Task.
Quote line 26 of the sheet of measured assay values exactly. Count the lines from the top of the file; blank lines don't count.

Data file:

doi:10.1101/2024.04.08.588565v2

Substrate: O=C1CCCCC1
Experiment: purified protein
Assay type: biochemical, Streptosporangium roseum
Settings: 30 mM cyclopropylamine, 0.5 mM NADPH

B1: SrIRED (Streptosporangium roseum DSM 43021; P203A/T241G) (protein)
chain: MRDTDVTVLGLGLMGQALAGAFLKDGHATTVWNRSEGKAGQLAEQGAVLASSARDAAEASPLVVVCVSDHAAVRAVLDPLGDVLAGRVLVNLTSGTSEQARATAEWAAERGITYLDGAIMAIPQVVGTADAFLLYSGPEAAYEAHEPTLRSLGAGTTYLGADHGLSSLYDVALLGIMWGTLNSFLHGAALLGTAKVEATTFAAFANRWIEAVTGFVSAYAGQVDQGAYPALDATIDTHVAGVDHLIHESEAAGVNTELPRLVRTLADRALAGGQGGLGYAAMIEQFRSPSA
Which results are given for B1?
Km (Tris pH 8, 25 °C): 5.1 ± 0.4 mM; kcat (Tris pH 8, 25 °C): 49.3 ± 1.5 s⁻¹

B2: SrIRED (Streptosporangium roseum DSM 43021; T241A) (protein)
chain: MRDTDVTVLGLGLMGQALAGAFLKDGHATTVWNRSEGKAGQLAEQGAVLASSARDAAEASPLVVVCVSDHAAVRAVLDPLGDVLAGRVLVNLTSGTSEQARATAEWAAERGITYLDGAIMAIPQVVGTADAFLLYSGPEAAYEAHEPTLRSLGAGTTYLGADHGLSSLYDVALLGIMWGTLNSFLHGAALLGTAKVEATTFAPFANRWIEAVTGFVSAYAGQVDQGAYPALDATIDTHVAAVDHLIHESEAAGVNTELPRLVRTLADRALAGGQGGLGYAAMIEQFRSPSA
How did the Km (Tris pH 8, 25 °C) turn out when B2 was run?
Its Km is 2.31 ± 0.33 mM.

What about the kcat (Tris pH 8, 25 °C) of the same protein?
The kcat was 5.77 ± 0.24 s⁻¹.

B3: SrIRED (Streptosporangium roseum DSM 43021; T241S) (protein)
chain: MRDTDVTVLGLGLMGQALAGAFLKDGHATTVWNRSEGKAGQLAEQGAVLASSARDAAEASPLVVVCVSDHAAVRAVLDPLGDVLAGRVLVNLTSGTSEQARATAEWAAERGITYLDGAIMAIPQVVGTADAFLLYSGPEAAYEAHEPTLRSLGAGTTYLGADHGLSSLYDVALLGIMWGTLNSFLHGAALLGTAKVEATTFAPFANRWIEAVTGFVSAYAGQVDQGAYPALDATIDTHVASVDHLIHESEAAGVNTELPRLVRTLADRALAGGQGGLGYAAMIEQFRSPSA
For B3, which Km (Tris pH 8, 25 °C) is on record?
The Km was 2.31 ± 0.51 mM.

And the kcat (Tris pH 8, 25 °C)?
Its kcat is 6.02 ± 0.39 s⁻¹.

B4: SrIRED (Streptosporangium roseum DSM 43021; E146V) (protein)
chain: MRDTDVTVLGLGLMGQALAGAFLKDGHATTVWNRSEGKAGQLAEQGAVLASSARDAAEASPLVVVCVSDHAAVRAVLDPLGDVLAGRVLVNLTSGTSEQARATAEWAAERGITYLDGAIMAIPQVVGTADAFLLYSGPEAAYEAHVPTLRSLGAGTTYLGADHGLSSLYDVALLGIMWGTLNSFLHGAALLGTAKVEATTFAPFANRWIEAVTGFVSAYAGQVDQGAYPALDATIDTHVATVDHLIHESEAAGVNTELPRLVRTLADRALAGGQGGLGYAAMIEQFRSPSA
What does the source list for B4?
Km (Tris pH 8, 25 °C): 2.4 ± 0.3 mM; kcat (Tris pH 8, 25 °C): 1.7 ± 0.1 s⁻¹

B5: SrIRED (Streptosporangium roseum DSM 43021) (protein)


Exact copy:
B5: SrIRED (Streptosporangium roseum DSM 43021) (protein)